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Abstract housing

I was thinking about supply/demand curves and housing again. A standard picture: imagine a demand curve sloping down (-45 degree line, maybe), and a vertical line on the left, reflect legally capped housing. Equilibrium is low quantity, high price. Now, imagine that there's a small loosening -- Somerville allows another 5000 units on top of the existing 70,000 people, say; the vertical line moves right a bit, the equilibrium quantity increases, and price decreases -- but is still pretty high compared to a hypothetical 45 degree supply line.

I've seen a lot of people claim that housing somehow isn't affected by supply and demand, that developers only build luxury housing, but if you can follow my mental picture, you see that's what we'd expect from only small increases. Worse, if demand is itself increasing -- the demand curve moving to the right -- then price can increase anyway. It'd increase even more if the supply line hadn't shifted right.

But there's a complication. Such graphs are ideally about some identical commodity, which housing is not: it varies in size, price, location, amenities. But, I think we can think about not the price of units, but the price per square foot (or meter). A specific unit can be expensive because it costs a lot, or because it costs less but gives little space; both are expensive compared to renting a Rust Belt mansion for less than a Boston 1BR. Even more abstractly, there are other amenities: a tight (expensive) market will likely have year-to-year leases, deep deposits, and hostility to pets; a cheap one will be more month-month and loose about things.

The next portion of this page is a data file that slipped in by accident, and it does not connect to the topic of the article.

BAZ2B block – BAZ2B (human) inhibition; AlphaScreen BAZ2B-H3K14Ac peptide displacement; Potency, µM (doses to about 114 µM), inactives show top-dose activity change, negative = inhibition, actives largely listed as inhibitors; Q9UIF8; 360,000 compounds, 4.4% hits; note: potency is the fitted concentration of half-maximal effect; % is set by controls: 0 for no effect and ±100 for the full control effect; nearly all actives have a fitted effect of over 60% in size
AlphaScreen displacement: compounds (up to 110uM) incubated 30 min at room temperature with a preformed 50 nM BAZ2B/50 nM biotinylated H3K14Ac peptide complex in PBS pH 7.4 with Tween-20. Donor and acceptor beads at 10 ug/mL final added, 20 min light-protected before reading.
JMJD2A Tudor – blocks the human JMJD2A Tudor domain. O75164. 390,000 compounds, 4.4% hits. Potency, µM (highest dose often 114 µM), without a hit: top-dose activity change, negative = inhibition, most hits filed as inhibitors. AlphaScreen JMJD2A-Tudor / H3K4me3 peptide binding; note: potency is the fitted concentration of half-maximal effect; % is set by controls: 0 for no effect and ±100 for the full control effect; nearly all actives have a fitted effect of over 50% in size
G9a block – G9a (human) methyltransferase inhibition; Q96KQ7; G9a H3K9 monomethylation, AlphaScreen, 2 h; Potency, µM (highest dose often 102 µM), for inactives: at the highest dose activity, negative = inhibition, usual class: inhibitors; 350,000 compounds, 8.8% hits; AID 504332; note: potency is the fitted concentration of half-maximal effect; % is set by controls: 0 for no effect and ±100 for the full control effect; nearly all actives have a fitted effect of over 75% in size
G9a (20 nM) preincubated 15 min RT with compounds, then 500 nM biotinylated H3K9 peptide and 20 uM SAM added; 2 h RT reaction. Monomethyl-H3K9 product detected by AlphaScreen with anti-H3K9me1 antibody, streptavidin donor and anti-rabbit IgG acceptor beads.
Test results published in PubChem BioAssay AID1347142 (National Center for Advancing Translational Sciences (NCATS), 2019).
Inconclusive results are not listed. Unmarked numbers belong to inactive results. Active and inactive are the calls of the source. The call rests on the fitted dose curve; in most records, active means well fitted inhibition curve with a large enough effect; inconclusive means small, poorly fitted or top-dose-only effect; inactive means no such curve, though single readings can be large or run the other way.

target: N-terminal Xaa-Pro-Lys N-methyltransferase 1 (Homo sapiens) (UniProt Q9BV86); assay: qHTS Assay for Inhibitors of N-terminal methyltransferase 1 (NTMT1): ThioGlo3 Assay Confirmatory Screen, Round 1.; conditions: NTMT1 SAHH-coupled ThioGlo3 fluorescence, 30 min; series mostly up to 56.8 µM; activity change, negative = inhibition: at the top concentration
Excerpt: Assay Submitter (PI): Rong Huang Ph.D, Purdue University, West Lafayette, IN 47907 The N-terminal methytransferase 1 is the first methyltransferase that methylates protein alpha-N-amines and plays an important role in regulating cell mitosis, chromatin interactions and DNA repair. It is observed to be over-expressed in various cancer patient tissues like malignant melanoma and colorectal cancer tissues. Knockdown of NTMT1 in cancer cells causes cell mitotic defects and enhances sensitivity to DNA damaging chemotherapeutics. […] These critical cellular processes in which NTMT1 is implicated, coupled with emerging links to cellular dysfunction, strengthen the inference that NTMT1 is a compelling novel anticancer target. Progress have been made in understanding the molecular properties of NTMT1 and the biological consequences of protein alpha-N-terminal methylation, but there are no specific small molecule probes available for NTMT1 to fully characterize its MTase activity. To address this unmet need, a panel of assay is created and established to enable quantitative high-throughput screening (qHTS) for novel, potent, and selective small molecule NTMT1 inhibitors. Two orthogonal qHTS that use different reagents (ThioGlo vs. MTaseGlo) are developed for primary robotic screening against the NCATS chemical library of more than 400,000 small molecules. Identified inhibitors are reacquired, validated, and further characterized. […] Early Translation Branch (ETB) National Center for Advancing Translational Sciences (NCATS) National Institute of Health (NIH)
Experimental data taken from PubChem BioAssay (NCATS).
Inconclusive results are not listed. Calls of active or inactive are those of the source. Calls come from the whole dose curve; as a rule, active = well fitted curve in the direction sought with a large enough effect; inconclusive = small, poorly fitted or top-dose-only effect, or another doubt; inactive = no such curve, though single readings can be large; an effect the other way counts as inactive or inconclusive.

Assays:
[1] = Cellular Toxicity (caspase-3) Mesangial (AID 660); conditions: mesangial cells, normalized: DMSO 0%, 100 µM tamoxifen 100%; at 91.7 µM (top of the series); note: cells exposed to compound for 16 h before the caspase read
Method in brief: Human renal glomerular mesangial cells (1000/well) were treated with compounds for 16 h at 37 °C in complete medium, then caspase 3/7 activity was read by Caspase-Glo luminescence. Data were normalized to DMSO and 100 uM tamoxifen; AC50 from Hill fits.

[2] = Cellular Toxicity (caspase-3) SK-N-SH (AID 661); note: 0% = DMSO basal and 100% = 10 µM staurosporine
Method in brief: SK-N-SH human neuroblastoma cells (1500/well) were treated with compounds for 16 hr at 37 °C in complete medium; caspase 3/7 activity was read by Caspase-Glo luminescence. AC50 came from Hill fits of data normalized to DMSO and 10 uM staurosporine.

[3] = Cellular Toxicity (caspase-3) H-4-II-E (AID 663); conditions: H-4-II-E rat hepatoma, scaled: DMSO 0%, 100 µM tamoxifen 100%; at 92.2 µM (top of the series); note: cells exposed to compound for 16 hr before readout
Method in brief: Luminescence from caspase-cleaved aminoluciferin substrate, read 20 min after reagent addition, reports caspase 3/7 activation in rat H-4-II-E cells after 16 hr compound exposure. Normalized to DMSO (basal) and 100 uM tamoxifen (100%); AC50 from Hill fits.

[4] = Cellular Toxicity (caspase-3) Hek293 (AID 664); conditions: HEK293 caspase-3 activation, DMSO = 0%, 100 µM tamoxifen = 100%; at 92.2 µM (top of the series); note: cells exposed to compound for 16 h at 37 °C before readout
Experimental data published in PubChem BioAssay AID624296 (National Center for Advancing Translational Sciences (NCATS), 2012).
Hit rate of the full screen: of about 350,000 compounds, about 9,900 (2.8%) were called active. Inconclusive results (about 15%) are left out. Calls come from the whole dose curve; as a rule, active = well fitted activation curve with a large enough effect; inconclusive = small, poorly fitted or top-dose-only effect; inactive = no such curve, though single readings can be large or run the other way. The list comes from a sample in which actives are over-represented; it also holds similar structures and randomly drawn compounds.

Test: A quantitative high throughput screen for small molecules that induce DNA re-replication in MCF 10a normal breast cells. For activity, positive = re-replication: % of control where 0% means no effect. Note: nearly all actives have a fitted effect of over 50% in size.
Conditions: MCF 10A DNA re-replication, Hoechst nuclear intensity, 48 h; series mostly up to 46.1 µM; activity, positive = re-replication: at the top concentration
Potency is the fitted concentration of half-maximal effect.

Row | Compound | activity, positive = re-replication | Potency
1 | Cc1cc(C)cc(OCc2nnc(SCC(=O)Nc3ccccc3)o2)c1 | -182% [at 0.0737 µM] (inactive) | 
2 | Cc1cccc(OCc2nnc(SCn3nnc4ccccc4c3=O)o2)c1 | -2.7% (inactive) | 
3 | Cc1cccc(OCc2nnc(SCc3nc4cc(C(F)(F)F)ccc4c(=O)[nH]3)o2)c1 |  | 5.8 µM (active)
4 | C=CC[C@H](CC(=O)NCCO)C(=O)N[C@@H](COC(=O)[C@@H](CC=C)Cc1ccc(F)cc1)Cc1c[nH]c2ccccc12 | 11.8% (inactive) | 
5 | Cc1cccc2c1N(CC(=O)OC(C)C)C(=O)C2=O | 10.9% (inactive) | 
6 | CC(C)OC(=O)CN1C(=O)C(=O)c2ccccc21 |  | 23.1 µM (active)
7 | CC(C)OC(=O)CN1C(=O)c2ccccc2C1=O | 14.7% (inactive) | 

That said, okay, increasing the supply slightly only decreases the price per area slightly. We could still expect big expensive and smaller cheaper units to be built; the claim is that that's not true. I don't know how true that is... but I do know that one end of the tradeoff curve, cheap apartments that are very small ("microapartments", "SRO") and have no parking space, is outright illegal to build in almost all the US. And a friend argued that simply building a 600 square foot box in Boston already puts you into "luxury" price ranges, that's just how expensive it is here. (I know that a couple of Back Bay parking spaces, probably consuming an area of about 660 square feet, sold for $600,000 -- that's not even an actual box, let alone a habitable one with plumbing and wiring.)

Meanwhile we do have current evidence that supply and demand works: some luxury markets have gotten saturated, with units not renting out, or being discounted, and Japanese housing prices haven't soared the way US ones have; it's much easier to build there.

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Damien Sullivan

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